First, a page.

#1: Help the customer remember. Take time to understand them and WHY they aren’t retaining the info. Do you move items around without notifying your customers? If the path to getting the product is counter-intuitive, perhaps a “cheat-sheet” on navigating your store or website would help. If you repeatedly hear the same question from other customers, odds are your problem is staring back at you in the mirror and not across the service counter. Consider changing YOUR methods in order to change their actions.

#2: Reward the actions you want. There are many ways to reward your customers: Thank you notes; Discounts; Gift cards. But you might be surprised that a rarely-used reward is your time. Ask a few customers how you can make THEIR experience better. You will very likely hear things you don’t enjoy. Press in, say “thank you” and ask if there’s anything else. This negative feedback is a gift. If you make interaction with your customer pleasant for them, you’ll build a bridge they’ll happily cross all by themselves to buy from YOU. Heck, if you make it a fun destination, they might even bring a friend or two.

And who doesn’t enjoy having a friend along to show off their relationship with the owner. Give them bragging rights to you and it will pay off for everyone.

#3: Does “reasonable” even matter? Its been my experience that what’s reasonable is often a matter of opinion. If those extra steps seem “unreasonable”, ask yourself where YOU like to buy, and why. Are those choices influenced by people who go out of their reasonable way to help? Unlock your customers’ favorite buying experiences and you’ll turn then into the kind of buyers who recruit others for you.

The pessimist complains about the wind; the optimist expects it to change; the realist adjusts the sails. William Arthur Ward

Habit vs. Process

Is a habit the same as a process? A little after-hours reflection on a week-full of client conversations.

 

Build a little House

hugh_laurie_as_houseDealing with your inner sarcasm – I miss Hugh Laurie as “House”; brilliant – troublesome – naughty and tragically sarcastic. He said everything I want to say. Do you quietly entertain a running dialogue of the most caustic things imaginable? For those who wrestle with that nasty bit of outspokenness, consider the following:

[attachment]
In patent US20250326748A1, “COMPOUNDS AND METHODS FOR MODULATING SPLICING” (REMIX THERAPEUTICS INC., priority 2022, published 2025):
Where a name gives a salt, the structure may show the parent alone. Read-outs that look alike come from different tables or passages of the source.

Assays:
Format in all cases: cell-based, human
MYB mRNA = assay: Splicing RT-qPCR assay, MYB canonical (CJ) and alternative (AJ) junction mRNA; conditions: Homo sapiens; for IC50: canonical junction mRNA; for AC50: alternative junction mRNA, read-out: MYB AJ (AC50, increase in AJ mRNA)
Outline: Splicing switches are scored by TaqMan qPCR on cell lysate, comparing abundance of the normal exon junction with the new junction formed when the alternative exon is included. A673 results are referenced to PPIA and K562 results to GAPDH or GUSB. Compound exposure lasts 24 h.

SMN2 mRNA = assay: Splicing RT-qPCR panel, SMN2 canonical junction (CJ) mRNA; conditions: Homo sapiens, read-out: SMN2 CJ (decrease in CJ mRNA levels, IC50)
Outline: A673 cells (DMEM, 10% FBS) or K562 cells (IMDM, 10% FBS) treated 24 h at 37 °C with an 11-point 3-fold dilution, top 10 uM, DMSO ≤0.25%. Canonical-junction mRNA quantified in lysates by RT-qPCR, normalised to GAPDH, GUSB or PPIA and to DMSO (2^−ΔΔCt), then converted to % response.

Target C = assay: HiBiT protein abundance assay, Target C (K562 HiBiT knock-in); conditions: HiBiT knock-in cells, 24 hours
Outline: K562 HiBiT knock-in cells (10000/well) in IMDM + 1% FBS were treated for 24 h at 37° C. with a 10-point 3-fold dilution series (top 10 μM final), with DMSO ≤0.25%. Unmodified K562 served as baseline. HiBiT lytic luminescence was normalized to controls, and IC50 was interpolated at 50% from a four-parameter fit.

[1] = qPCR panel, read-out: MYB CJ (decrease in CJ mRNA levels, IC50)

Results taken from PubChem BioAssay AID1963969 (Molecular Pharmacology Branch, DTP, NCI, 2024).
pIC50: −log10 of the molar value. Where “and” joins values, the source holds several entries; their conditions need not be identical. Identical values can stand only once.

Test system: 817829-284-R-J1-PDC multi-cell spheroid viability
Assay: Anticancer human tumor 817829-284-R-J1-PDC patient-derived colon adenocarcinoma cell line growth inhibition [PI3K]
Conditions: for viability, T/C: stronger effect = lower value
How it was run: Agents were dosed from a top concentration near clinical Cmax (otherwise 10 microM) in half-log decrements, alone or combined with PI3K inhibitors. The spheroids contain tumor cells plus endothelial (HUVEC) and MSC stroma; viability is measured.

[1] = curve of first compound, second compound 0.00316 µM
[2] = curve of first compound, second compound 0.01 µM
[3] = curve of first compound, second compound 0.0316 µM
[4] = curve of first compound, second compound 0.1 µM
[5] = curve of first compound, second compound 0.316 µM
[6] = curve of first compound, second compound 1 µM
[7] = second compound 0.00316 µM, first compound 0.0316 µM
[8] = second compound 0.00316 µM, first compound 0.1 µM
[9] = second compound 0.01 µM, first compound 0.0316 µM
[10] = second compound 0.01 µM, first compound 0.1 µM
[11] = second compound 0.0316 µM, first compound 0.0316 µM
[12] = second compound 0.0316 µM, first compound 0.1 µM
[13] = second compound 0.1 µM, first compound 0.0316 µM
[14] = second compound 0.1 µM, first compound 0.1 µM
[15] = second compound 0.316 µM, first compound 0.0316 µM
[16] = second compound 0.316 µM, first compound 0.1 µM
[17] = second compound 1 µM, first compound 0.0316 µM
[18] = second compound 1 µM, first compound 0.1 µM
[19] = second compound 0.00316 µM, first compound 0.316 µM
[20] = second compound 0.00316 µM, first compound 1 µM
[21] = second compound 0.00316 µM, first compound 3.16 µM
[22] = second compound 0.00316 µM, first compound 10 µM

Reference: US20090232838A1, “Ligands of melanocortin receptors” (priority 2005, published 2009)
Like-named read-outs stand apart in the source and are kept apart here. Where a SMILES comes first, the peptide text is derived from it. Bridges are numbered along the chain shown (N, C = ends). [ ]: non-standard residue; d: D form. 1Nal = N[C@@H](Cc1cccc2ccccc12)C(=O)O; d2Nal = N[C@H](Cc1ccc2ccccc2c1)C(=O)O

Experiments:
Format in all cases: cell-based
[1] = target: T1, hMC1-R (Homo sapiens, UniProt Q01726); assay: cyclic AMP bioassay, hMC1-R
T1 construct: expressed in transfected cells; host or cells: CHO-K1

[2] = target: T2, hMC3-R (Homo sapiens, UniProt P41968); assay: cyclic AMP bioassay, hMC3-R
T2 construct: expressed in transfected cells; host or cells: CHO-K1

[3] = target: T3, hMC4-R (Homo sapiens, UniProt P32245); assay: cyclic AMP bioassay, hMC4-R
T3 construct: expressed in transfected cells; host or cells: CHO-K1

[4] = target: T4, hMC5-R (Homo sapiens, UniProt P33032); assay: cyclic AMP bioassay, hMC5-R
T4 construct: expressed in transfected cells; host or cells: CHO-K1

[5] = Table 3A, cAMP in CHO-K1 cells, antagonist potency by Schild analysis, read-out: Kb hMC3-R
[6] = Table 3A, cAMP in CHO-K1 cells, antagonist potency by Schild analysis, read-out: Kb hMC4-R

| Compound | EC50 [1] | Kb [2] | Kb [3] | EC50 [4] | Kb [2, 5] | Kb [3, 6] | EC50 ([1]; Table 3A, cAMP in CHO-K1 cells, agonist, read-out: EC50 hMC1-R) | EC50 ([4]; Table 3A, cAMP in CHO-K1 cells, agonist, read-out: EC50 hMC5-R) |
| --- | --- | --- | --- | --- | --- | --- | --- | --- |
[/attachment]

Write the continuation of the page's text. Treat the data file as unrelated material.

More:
Where did THAT come from? Saying something unpopular is not wrong. But, some things ARE better left unsaid. Extended periods of stress can lower the bar on self-awareness. I believe stress and fatigue are unavoidable and necessary components toward accomplishments. But left unchecked, can cause damaged relationships and impede trust and opportunity for future creative input. Self assess or ask a trusted advisor if its time to “take a breath”. If that “trusted” person has the audacity to tell you something you don’t like, listen.

Is that TRUE? Determine what’s true vs. opinion. Q: “Does this make me look fat?” A: “No, being able to SEE you is what makes you look fat.” That may be funny if you’re a spectator, but stating that opinion is nothing but a selfish wrecking-ball. I’m not telling you to lie, but speaking all of your opinion, all of the time, can be disastrous. We change constantly: Tired-Energetic; Hungry-Full; Lonely-Loved. These changes don’t affect constant truths (like gravity) but they DO affect opinions and our thought-life. Giving voice to all of your opinion, always, can become a selfish and hurtful lifestyle. While that makes for an entertaining movie, the life it builds can be far from comforting, in the long run.

What do you WANT to happen next? Once you’ve opened your mouth and the words are free, they cannot be caged again. Those words will roost in the thoughts and memories of those you face. Even an accepted apology for what’s heard, will not erase the damage. Words are tools of expression. Before you use those tools, consider your goal. Is your intent to create a rift or solve a recurring frustration? Does that sound manipulative? It is. But the one being manipulated first, is you. So, before pulling sarcasm out of your tool-belt, consider the life and reputation you want to construct. Then, build your house.